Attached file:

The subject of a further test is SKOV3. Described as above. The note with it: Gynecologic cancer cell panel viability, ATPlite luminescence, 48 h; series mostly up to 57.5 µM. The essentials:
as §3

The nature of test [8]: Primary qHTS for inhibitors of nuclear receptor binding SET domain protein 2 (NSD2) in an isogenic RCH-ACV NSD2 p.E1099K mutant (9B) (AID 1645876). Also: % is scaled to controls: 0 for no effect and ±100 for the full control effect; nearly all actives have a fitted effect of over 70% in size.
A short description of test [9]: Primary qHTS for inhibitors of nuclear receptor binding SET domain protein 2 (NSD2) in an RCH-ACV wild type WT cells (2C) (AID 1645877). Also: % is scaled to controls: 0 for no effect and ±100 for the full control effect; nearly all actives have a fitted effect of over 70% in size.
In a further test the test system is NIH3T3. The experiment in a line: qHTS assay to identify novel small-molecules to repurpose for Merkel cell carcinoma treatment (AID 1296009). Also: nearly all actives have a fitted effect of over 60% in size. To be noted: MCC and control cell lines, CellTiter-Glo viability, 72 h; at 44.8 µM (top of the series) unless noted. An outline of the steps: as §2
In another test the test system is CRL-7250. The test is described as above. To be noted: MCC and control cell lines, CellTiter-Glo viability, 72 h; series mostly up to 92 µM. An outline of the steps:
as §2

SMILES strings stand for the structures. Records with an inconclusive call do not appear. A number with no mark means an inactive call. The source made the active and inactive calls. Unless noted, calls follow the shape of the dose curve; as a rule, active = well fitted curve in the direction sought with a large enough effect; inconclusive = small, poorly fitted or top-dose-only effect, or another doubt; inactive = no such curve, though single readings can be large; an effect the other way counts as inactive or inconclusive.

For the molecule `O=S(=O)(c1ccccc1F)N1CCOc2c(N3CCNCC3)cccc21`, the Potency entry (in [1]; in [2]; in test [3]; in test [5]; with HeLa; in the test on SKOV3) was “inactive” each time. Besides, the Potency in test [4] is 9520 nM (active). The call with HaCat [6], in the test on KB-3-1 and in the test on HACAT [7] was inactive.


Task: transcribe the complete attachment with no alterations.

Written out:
The subject of a further test is SKOV3. Described as above. The note with it: Gynecologic cancer cell panel viability, ATPlite luminescence, 48 h; series mostly up to 57.5 µM. The essentials:
as §3

The nature of test [8]: Primary qHTS for inhibitors of nuclear receptor binding SET domain protein 2 (NSD2) in an isogenic RCH-ACV NSD2 p.E1099K mutant (9B) (AID 1645876). Also: % is scaled to controls: 0 for no effect and ±100 for the full control effect; nearly all actives have a fitted effect of over 70% in size.
A short description of test [9]: Primary qHTS for inhibitors of nuclear receptor binding SET domain protein 2 (NSD2) in an RCH-ACV wild type WT cells (2C) (AID 1645877). Also: % is scaled to controls: 0 for no effect and ±100 for the full control effect; nearly all actives have a fitted effect of over 70% in size.
In a further test the test system is NIH3T3. The experiment in a line: qHTS assay to identify novel small-molecules to repurpose for Merkel cell carcinoma treatment (AID 1296009). Also: nearly all actives have a fitted effect of over 60% in size. To be noted: MCC and control cell lines, CellTiter-Glo viability, 72 h; at 44.8 µM (top of the series) unless noted. An outline of the steps: as §2
In another test the test system is CRL-7250. The test is described as above. To be noted: MCC and control cell lines, CellTiter-Glo viability, 72 h; series mostly up to 92 µM. An outline of the steps:
as §2

SMILES strings stand for the structures. Records with an inconclusive call do not appear. A number with no mark means an inactive call. The source made the active and inactive calls. Unless noted, calls follow the shape of the dose curve; as a rule, active = well fitted curve in the direction sought with a large enough effect; inconclusive = small, poorly fitted or top-dose-only effect, or another doubt; inactive = no such curve, though single readings can be large; an effect the other way counts as inactive or inconclusive.

For the molecule `O=S(=O)(c1ccccc1F)N1CCOc2c(N3CCNCC3)cccc21`, the Potency entry (in [1]; in [2]; in test [3]; in test [5]; with HeLa; in the test on SKOV3) was “inactive” each time. Besides, the Potency in test [4] is 9520 nM (active). The call with HaCat [6], in the test on KB-3-1 and in the test on HACAT [7] was inactive.